New to Yoga and confused by all the styles, types, rules and limbs? Read on to get some clarity on the history of yoga and soon you’ll understand why you’re not the only one confused!
The history of Yoga has evolved over time and is still on a journey. It it guesstimated to have first began as far back as 5,000 years ago – no one is quiet sure how far back it stretches but it was first practised by the Indus-Sarasvati civilization who were centered around Northern India. We know that from a book called the The Rig Veda which is actually a collection of scripts written in Sanskrit from the region. So far it is the oldest known reference to Yoga. The Rig Veda consists of four ‘books’ and its contents were used by Brahmans (priests) such as its songs and mantras. Over time, yoga was refined and distilled until the Bhagavad-Gîta was written sometime around 500BC-200CE. This was part of a larger volume of works but this particular section took the idea of sacrifice and placed it in the context of internal sacrifice so that the body would be liberated (i.e. Yoga which means ‘union’ in the context of uniting the physical with the divine or mind and body or male and female etc.). The story is a dialogue between Prince Arjuna and his charioteer Krishna. About to go into battle the dialogue develops so that more serious matters of the soul are considered.
During these times, there were many different types of Yoga – possibly hundreds of types. It is important to remember that Yoga itself is not the physical activity that we are familiar with in class but a pathway to union – of become one with the all. So different types of Yoga had their own rules and procedures. For example, some strands of Yoga focused primarily on meditation and discipline and physical asana practise was a minor point. Other types of Yoga saw the path to union through using the body to discipline the mind. Others still saw a path by practicing unconditional love of all things. These different pathways to Yoga still exist today. But back then there were so many various forms of Yoga that it was in danger of becoming so fragmented and specialised that its meaning would be lost to time.
Enter Patanjali, one of the most enlightened souls that ever graced the earth. He wrote the Patanjali Sutras which were the first presentation of what Yoga was in a systematic and rational way. He basically gathered up all the beliefs and theory behind the various strands of Yoga and brought them together to create a structure that we could point to and say ‘This is Yoga’. The idea of a sutra is a very short thread but because these threads are so short they can be difficult to interpret – everyone could come up with a different meaning. Step forward Bhasya who gave a commentary on the sutras (Some scholars believe Bhasya and Patanjali to be one and the same and therefore we have a single work called the Pātañjalayogaśāstra.).
It was Patanjali who gave us the ‘eight limbs; of Yoga as a structure. These are (briefly): Yama (abstinences), niyama (observances), asana (postures), pranayama (breathing), pratyahara (withdrawal), dharana (concentration), dhyana (meditation) and samadhi (absorption).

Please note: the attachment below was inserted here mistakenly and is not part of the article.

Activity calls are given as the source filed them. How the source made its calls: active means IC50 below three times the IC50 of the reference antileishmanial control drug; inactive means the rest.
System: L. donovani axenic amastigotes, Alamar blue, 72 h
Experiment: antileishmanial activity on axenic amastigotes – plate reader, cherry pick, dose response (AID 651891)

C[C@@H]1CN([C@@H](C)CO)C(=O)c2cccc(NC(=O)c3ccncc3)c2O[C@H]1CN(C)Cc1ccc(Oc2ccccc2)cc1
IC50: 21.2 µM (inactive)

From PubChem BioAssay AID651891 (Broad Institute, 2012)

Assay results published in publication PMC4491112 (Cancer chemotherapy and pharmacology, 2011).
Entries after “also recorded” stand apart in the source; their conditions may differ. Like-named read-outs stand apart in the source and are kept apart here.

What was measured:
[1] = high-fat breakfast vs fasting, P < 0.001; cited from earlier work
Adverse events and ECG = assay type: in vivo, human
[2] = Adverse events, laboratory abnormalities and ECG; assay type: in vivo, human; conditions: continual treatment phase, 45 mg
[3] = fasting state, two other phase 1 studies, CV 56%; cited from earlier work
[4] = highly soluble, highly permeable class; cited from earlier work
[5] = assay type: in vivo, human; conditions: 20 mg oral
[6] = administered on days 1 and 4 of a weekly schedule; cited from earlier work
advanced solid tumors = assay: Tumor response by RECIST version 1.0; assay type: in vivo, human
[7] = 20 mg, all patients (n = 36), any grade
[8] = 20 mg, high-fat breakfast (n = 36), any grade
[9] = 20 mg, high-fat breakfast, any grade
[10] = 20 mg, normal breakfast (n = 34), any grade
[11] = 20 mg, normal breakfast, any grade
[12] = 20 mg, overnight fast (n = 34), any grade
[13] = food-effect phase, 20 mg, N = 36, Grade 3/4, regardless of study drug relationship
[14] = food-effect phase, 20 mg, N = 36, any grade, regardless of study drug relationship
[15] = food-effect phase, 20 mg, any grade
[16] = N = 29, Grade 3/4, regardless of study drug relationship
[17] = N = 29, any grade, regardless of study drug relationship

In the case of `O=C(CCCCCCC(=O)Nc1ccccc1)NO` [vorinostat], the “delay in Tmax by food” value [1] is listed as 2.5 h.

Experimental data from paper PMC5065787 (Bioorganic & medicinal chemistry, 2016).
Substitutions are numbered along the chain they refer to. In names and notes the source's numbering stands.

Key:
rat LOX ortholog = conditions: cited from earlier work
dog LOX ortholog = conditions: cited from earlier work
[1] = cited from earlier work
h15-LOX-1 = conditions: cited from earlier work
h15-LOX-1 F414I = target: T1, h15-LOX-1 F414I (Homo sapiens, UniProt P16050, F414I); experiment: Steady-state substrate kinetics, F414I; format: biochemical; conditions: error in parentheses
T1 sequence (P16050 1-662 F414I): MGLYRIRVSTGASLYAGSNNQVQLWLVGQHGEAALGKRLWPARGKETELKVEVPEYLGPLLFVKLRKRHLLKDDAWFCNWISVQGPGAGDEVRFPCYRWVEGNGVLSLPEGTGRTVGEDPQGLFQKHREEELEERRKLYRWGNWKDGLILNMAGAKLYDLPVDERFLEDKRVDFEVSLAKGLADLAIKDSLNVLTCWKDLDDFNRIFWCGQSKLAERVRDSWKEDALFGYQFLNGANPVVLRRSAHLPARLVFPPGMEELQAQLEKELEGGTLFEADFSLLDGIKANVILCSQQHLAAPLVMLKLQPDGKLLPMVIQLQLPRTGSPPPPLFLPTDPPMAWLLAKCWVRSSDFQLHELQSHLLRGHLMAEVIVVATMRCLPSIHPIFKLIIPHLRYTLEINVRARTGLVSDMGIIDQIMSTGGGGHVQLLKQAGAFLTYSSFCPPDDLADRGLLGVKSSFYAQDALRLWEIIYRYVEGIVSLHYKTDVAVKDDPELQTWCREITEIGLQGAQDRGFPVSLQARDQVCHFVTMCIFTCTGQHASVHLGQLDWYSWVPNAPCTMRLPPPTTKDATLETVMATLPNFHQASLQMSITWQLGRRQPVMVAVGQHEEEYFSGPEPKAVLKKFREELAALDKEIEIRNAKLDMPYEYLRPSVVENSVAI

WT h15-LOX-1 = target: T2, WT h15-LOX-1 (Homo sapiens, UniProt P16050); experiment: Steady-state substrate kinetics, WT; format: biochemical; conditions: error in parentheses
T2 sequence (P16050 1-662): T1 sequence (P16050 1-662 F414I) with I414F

Not everything Patanjali wrote was accepted by Yogis at the time and even now, some of it is disputed. If you can think of it in terms of Catholicism and its different strands (There are hundreds of types of Catholicism) you begin to get a feel for what Patanjali was up against. His particular writing was what he viewed as the essence of Yoga and because it allows for a broad interpretation and encompassed so much, it became popular when it was ‘rediscovered’.
Patanjalis’ work was forgotten about for much of the 12th – 19th century, surviving only in India. As the nineteenth century dawned, esotericism and enquiry in ancient methods was undergoing a revival with such organisations like Helena Blavatsky’s Theosophical Society in the US. Swami Vivekananda, a Hindu monk, was highly influential in bringing Yoga and its teachings to the west and founded the Ramakrishna Mission. He garnered headlines with his speech to the 1893 Parliament of Religions on the truths held within all religions and the history of Yoga and its teachings began to be examined once more.
Ever since then, Yoga has being growing in popularity and various teachers have introduced their own styles and interpretations of Yoga such as B.K.S. Iyengar and T.K.V. Desikachar. This is where the different forms of Yoga originate from. For example, Iyengar introduced Iyengar yoga and Desikachar brought forward Viniyoga.
In looking at the history of Yoga in yogic mythology, yoga is said to have started with the dawn of civilization – Shiva (in this case, a Yogi and not a god) gave his knowledge to the seven sages (Saptarishis) who traveled to Africa, South America, the Middle East and Asia where they spread these teachings. Even more interesting, is the similarities between ancient teachings in all these regions – even though the legends and stories have changed, many of the core teachings remain the same despite cultures being separated by vast oceans of water – almost as if there is a common origin for differing belief systems. Maybe this was what Swami Vivekananda meant when he spoke of a seed being planted in the ground:
“The seed is put in the ground, and earth and air and water are placed around it. Does the seed become the earth; or the air, or the water? No. It becomes a plant, it develops after the law of its own growth, assimilates the air, the earth, and the water, converts them into plant substance, and grows into a plant.”Swami Vivenkanda